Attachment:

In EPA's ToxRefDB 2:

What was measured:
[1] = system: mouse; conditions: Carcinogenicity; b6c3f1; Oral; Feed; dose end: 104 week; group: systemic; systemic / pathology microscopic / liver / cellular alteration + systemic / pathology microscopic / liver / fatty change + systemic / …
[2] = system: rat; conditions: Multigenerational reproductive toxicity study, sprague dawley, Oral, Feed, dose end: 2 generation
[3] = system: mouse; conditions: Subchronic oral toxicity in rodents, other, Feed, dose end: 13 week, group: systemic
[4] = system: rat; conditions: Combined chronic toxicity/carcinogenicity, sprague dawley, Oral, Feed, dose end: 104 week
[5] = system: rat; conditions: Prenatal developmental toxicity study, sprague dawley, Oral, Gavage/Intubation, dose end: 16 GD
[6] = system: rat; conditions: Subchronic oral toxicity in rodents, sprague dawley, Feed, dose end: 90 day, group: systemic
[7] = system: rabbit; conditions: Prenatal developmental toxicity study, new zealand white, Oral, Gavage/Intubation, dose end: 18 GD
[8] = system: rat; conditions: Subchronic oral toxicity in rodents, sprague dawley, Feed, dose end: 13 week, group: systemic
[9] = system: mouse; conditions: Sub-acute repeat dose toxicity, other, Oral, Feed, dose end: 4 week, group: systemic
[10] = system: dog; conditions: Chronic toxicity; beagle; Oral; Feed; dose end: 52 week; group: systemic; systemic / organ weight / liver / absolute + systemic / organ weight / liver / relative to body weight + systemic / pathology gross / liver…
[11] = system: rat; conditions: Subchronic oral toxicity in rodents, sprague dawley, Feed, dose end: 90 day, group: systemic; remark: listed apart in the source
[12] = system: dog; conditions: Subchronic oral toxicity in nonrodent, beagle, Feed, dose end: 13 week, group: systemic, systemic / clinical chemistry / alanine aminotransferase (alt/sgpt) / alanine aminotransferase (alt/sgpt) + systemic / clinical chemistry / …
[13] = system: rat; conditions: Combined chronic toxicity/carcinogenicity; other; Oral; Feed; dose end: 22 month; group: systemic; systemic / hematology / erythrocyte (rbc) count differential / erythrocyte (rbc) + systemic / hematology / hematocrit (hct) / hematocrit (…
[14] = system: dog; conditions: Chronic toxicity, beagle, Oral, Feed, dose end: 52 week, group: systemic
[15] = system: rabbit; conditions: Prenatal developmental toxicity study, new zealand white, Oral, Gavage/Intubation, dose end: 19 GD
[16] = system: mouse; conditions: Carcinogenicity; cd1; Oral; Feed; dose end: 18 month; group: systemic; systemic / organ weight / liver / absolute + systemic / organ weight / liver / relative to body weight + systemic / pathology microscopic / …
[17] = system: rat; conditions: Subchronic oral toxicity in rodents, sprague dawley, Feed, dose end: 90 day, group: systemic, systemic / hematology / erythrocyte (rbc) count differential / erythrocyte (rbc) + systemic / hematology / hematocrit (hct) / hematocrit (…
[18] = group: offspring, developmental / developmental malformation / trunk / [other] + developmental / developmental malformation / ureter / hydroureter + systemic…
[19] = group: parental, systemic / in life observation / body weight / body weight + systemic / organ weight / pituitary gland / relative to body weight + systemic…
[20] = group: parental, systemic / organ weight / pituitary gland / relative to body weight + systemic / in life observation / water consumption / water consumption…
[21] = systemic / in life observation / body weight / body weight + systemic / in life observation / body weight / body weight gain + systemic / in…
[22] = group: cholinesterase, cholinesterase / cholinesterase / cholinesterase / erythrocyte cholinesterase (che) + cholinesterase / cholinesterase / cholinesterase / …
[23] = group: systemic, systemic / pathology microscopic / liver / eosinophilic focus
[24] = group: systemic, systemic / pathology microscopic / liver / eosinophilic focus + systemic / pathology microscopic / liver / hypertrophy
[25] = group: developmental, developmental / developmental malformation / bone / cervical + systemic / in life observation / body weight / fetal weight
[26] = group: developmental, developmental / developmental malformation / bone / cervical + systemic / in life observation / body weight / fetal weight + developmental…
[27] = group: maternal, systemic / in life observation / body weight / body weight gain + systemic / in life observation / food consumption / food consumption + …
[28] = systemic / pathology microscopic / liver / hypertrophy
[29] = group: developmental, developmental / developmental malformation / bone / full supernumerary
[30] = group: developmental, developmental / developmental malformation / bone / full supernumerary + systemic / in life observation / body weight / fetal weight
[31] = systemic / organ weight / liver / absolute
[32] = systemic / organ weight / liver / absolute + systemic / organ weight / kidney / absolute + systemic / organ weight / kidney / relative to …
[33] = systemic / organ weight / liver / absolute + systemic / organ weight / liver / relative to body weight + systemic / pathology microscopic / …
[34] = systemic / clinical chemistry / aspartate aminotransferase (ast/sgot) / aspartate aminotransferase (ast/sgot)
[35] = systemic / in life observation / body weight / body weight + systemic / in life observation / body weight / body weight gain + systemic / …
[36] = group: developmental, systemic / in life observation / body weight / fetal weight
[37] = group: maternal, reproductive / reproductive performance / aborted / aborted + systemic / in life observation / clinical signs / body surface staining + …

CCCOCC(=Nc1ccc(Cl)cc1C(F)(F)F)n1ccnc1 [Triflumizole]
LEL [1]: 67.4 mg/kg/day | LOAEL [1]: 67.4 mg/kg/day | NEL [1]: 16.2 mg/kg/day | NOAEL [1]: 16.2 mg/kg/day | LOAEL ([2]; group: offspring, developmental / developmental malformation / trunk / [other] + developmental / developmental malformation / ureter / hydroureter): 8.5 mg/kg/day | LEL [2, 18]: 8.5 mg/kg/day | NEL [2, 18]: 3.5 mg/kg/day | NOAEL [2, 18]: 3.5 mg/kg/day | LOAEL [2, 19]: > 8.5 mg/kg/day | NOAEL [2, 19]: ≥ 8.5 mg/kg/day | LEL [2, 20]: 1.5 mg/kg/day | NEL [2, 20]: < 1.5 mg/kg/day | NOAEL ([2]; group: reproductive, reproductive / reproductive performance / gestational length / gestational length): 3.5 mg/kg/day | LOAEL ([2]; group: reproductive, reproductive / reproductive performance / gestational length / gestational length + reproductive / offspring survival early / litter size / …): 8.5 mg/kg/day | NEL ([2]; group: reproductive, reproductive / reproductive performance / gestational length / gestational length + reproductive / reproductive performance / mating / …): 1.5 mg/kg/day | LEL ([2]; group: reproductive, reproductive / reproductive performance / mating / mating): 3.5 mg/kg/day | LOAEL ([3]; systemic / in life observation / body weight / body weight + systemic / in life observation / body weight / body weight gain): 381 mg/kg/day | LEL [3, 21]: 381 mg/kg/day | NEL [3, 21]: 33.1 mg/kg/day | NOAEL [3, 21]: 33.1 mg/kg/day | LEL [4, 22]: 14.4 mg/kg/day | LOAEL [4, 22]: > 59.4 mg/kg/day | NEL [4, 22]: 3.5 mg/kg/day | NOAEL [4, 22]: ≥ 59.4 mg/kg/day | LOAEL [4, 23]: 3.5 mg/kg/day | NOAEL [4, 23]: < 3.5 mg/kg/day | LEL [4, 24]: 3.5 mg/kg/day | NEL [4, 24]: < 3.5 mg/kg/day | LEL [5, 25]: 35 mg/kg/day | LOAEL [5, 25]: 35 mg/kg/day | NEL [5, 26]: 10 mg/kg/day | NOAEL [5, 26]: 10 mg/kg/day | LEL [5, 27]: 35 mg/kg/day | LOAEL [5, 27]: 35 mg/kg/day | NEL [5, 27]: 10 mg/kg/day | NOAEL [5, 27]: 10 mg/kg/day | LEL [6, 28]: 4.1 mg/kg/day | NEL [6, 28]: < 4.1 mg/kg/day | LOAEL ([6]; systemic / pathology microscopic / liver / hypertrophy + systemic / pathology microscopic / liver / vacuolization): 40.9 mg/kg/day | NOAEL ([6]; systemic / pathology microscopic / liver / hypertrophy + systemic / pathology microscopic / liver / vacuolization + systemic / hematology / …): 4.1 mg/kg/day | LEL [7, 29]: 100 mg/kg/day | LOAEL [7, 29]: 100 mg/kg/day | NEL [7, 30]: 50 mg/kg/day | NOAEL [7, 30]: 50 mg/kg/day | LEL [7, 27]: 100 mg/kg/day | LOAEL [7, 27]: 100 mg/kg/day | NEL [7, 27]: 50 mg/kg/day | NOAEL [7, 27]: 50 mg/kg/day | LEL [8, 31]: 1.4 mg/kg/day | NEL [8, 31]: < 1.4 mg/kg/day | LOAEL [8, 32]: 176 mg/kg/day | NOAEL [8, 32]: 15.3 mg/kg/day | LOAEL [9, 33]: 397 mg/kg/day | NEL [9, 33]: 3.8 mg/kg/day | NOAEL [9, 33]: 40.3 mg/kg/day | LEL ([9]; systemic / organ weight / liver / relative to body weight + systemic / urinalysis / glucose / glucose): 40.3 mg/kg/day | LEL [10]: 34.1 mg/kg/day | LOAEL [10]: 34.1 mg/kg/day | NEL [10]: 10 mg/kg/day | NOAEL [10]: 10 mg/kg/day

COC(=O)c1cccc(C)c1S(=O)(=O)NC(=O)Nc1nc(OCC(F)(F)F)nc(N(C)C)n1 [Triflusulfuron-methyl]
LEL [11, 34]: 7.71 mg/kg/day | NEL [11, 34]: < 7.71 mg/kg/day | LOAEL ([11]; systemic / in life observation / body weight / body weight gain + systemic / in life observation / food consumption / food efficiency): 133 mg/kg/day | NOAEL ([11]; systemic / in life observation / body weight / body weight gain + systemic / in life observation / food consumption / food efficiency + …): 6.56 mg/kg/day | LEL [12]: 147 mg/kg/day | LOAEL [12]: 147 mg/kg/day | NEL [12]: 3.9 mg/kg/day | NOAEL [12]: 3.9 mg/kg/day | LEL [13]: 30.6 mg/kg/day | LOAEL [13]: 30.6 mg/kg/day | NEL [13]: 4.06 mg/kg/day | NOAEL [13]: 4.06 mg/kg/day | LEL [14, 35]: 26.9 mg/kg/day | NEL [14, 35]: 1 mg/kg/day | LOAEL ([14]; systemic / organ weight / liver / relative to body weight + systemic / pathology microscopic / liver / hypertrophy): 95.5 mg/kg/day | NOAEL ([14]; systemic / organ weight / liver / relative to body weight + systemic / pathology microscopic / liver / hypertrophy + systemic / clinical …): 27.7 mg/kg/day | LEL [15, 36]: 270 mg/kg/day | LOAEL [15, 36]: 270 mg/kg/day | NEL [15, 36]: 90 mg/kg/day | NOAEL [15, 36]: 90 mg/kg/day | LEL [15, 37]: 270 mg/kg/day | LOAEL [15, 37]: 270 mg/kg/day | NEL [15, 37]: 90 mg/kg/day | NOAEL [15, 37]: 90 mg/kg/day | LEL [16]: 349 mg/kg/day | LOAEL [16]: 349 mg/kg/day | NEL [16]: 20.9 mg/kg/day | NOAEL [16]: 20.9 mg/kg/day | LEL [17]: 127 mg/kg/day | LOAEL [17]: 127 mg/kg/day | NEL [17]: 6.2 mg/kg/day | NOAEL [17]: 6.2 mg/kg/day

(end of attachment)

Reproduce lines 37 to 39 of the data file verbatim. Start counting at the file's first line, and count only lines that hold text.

[35] = systemic / in life observation / body weight / body weight + systemic / in life observation / body weight / body weight gain + systemic / …
[36] = group: developmental, systemic / in life observation / body weight / fetal weight
[37] = group: maternal, reproductive / reproductive performance / aborted / aborted + systemic / in life observation / clinical signs / body surface staining + …